The idea was "TVA-1 back to factory standard"!

...thanks anyway
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Old 25th August 2013, 10:02 AM   #7
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Default Central ground point under the bias-pcb

Quote:
Originally Posted by Leakstereo20 View Post
............ the central ground point should be close to the large psu capacitors under the psu-PCB? ...or?

thanks
By help form another TVA-1 owner it has been determined by photo's, that the original central ground is located under the bias-pcb "Soundlease Services FB1". The groundwire from the two mainpower capacitors is soldered upon the "ground soldertag" on the powertransformer, and from there another wire to the main cap bracketholder-screw on the chassis .
Original Michaelson & Austin chose to connect speaker minus to a chassis point number two near the output transformer, which is located furthest away from both output terminals.
The designers must have preferred this solution rather than floating ground output.

Thanks to the DIY members.
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Old 25th August 2013, 12:12 PM   #8
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I think you'd first select your main goal - factory standard or hum minimizing. For the latter one star grounding really is not the worst choice. Provide a "sub star" for each stage and one main star next to the PSU's filtering caps. And you don't need any photos for doing so :-).

Best regards!
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Old 25th August 2013, 01:59 PM   #9
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Back to "Factory Standard" wiring will bring you back to higher hum level which is structural in the M&A TVA-1 amp and his many variations. Also, I'm wondering what "Factory Standard" really means as there were countless different (factory) versions of this amp and all suffered from the same residual hum problems. Looks like the previous owner tried to minimize the hum by re-routing the ground wiring (star ground) and then probably gave up at some point. I worked on many TVA-1's and tried all the possible hum-reducing strategies (new star ground circuit, complete re-wiring , increasing power supply capacitor values, DC on heaters, better decoupling, etc...) but whatever I tried there was still a small residual hum remaining, allways higher on one channel. I concluded there might be some magnetically induced hum in the metal chassis and total hum cancellation was not possible. You should consider 3-4 mV pp residual hum an excellent performance for a TVA-1 (probably exceeding the original factory spec's) and further lowering this value a real hard battle. My experience is based on 4 or 5 exemplars of this amp I worked on and all suffered from this same hum problem, factory versions or not. Also, the TVA-1 (in his original version) is a troublesome unreliable amp, but this can be corrected. (see the many other threads about the M&A TVA-1)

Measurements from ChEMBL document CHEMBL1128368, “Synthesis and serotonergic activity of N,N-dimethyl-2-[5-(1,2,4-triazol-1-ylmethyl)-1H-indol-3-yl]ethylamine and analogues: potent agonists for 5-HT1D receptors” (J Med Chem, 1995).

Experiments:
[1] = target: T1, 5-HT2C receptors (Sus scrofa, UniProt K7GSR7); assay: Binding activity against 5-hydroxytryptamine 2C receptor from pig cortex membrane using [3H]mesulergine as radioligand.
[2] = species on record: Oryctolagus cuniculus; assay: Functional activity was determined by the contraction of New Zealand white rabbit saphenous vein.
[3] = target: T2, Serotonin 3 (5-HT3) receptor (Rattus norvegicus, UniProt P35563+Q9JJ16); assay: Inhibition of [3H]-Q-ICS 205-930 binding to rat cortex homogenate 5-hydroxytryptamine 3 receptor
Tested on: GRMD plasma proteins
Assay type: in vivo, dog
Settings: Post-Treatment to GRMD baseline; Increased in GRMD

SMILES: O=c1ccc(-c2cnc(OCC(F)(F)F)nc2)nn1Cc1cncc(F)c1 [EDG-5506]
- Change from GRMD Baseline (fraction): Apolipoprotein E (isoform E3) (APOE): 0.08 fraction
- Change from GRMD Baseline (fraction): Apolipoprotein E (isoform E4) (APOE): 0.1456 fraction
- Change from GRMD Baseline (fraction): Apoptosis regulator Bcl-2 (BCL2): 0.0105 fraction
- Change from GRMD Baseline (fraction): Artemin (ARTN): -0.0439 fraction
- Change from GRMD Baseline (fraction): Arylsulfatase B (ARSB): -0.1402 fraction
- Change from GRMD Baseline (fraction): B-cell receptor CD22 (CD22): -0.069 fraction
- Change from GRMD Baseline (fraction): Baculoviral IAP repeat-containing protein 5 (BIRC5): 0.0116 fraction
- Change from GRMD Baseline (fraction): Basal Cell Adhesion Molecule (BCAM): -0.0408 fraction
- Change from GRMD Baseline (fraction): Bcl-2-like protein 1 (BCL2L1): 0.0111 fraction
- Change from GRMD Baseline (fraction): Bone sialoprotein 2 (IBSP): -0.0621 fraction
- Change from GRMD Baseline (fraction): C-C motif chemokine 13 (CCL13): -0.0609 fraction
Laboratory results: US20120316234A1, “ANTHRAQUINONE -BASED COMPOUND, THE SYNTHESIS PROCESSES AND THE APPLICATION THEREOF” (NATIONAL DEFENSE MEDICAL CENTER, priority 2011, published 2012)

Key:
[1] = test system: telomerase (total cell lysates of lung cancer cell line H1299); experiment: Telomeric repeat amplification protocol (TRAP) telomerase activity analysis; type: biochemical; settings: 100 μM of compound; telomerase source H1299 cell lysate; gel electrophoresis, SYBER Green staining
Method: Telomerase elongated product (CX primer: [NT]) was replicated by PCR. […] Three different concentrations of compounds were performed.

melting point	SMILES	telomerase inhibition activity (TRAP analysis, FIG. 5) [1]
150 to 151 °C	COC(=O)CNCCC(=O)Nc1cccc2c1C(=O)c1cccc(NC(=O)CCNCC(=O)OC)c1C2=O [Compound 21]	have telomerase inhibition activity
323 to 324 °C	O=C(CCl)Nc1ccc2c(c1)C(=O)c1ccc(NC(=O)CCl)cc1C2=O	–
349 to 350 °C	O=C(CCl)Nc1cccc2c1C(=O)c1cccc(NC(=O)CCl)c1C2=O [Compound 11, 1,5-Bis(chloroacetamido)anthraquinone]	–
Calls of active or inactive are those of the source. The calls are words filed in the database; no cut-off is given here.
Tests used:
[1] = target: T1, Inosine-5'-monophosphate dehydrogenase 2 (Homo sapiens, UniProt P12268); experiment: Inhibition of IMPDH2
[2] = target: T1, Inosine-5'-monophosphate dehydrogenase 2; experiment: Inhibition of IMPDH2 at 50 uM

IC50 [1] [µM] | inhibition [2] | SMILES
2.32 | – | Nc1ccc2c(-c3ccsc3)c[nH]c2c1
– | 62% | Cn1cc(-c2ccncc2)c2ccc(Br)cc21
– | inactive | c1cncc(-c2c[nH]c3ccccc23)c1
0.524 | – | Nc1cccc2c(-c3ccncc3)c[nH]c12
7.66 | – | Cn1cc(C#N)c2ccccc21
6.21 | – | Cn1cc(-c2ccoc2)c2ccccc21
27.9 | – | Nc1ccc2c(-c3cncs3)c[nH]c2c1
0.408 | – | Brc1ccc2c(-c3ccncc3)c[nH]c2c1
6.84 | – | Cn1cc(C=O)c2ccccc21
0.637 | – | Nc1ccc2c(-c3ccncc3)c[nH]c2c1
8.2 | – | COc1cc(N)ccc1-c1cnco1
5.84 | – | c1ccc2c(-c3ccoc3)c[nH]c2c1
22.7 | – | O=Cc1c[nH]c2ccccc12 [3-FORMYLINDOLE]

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Old 25th August 2013, 05:28 PM   #10
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Default "Factory standard" as a start

Quote:
Originally Posted by Tubologic View Post